In a show as thoughtful and expansive as True Detective, it’s possible to find thematic lines of dialogue in every utterance. For me, though, the centerpiece of “The Locked Room” comes as Rust Cohle holds court in his former police station, behind a fortress of empty Lone Star beer cans, and explains his uncanny success as an interrogator in the years before he quit his job and became a full-time drunk. Across the long table, two working detectives are trying to probe his psyche, both suspecting that he recently murdered a young woman in the style of a serial killer who was supposed to have been caught 17 years earlier. Cohle boasts that it never took him longer than ten minutes in the box before he knew a man’s innocence or guilt. Matthew McConaughey, aged and weathered as Cohle, alternates between moments of silent, cynical contemplation and sudden bursts of the ineffable vitality that mark a man for whom simply being a human is an endless and terrifying fascination. In the attempt to put into words what he saw in those locked rooms, how he knew what they’d done with such immediate clarity, he unwittingly describes the makeup of his own demons:
“Everybody wears their hunger and their haunt.”
The haunt, of course, is easy. Cohle lost a young daughter, lost his marriage, and spent years as a deep-cover narco, immersed in the violence of a dark world and only accountable to civilization by the thinnest of threads. He became addicted to alcohol and quaaludes, and after a stint in a mental hospital, he used whatever professional favors remained to take a homicide job in Louisiana, with its cane fields and swamps and oppressive poverty, where one of his first cases involved the ritual drugging and killing of a teenage girl. Life hasn’t been kind to Cohle, and his response to the suffering is to embark on long diatribes about the idiocy of man, and the pointlessness of life. He’s quick to mock those who go about their lives “so certain they were more than a biological puppet.” And he tries to wear this philosophy as armor; the hard-won perspective of a man who lacks the constitution for suicide, but refuses to fool himself with something as embarrassing as hope or joy. This is haunt.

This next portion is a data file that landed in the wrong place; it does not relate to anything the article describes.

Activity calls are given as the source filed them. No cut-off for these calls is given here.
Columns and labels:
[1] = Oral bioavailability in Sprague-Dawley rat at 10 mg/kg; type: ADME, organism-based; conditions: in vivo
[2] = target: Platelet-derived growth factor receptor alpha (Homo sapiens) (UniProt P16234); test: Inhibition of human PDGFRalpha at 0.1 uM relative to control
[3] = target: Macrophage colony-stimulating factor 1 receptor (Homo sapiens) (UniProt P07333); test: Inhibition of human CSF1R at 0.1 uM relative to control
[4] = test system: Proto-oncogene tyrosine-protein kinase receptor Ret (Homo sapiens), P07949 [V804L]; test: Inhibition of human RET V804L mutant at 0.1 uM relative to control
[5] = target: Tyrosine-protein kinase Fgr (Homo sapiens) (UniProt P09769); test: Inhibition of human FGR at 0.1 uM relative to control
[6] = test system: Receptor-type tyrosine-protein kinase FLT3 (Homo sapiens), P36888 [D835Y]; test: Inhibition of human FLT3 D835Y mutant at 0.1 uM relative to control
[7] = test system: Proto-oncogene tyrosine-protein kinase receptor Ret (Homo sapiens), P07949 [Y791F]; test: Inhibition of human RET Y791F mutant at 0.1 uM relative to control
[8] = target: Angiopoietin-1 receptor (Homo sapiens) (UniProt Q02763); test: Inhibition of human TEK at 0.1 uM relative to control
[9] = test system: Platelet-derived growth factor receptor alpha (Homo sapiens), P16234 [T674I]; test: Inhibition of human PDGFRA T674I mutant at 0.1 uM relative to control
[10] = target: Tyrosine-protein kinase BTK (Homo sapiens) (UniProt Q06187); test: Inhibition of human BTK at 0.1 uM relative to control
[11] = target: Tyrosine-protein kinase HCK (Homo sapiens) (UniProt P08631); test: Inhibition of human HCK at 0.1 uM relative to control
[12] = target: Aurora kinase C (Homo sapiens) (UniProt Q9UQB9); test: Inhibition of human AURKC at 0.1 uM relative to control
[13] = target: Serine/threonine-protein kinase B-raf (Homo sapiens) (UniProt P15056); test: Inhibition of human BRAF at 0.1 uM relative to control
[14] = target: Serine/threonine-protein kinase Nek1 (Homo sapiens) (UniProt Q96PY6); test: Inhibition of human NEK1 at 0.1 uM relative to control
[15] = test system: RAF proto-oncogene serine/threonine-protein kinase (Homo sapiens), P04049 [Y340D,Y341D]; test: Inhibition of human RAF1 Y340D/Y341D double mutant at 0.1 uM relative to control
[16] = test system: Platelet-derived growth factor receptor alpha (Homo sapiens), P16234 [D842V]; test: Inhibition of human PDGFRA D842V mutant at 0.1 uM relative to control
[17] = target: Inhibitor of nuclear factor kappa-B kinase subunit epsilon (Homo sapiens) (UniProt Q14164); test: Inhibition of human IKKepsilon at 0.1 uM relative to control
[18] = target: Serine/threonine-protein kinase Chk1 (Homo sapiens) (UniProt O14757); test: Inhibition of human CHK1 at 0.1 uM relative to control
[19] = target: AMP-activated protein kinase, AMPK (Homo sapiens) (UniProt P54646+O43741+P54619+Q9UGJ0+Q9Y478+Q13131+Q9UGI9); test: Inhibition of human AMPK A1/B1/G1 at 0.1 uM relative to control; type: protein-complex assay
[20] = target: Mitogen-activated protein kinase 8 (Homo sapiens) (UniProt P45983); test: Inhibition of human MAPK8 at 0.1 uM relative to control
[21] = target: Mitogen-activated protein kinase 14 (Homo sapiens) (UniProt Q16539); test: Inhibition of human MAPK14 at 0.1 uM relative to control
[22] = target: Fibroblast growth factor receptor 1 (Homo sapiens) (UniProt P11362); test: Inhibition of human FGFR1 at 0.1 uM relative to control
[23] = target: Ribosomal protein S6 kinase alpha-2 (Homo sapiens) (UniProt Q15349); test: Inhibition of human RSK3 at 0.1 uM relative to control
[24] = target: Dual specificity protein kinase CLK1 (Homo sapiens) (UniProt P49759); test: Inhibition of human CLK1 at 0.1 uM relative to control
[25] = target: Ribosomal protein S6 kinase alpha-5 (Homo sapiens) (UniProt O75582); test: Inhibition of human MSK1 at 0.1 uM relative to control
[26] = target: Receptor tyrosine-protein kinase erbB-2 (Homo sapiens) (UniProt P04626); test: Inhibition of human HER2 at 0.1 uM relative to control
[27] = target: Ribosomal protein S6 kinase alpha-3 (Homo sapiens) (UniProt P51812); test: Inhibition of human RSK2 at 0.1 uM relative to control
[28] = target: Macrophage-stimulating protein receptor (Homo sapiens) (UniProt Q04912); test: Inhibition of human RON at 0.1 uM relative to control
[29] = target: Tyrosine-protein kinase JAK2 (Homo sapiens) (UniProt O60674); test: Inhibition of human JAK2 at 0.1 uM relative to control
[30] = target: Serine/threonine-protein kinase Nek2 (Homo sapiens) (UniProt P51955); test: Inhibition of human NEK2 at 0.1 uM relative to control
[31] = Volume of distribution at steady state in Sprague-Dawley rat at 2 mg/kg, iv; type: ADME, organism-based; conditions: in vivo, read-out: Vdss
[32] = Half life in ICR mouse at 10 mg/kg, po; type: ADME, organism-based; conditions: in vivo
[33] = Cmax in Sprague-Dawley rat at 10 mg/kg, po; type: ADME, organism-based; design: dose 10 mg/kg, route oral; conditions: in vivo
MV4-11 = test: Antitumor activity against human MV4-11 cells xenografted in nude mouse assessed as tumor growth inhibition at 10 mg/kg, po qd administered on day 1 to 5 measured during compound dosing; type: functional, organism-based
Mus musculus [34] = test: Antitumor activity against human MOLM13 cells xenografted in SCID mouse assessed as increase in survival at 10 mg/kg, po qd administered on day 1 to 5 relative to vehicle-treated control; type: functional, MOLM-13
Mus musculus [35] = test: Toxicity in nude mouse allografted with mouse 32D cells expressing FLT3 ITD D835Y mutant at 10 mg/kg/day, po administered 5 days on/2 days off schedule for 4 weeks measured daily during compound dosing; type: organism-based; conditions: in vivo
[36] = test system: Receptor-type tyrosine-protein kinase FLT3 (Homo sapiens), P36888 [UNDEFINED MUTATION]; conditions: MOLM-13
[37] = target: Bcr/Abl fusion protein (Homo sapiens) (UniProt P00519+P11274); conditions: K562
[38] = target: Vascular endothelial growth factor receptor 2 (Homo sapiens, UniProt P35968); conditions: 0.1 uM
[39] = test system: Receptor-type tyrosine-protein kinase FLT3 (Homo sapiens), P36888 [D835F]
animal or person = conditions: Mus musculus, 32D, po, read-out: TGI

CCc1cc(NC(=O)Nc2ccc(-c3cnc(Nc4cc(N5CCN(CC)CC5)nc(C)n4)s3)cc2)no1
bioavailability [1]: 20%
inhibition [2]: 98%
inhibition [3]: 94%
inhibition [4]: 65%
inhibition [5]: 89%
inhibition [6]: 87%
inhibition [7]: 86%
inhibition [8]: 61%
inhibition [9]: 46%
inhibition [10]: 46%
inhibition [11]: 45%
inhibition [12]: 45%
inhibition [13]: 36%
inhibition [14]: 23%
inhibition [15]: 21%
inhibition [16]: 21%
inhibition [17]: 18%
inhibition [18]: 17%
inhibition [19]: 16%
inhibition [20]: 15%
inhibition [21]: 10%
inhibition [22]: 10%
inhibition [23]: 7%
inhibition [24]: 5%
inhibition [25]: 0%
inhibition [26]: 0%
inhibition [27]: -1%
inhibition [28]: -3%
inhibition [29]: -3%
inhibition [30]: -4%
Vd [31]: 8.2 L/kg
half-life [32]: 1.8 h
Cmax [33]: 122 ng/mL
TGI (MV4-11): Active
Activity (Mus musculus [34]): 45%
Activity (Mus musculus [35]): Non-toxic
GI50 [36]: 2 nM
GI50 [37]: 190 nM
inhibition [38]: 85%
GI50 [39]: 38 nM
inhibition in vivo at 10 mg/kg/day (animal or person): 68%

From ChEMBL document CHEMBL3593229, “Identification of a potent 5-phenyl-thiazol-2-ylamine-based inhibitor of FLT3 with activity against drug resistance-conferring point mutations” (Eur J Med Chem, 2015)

But what of the hunger? The brilliance of McConaughey’s performance, over three episodes, is that we’ve gradually come to see the hollow nature of his words. The most misguided (and sadly recurring) critique of True Detective holds that the creators foist Cohle’s nihilism on the viewer. It’s an easy mistake to make, I guess, in conjunction with the show’s ominous tone and the depraved psychology behind the murders, but it’s unfortunate that writer Nic Pizzolato is being punished in some corners for trusting the intelligence of his audience. (And while we’re here, let’s be fair and qualify that complaint; the praise for this show has been almost universal.) Because slowly, subtly, the curtains have been raised. You have to pay attention, but when you do, the truth about Cohle emerges: There’s a spirit underneath the dire pronouncements, something that longs to live and experience happiness, even if the brain regulating the soul with such rigor doesn’t believe in the concept.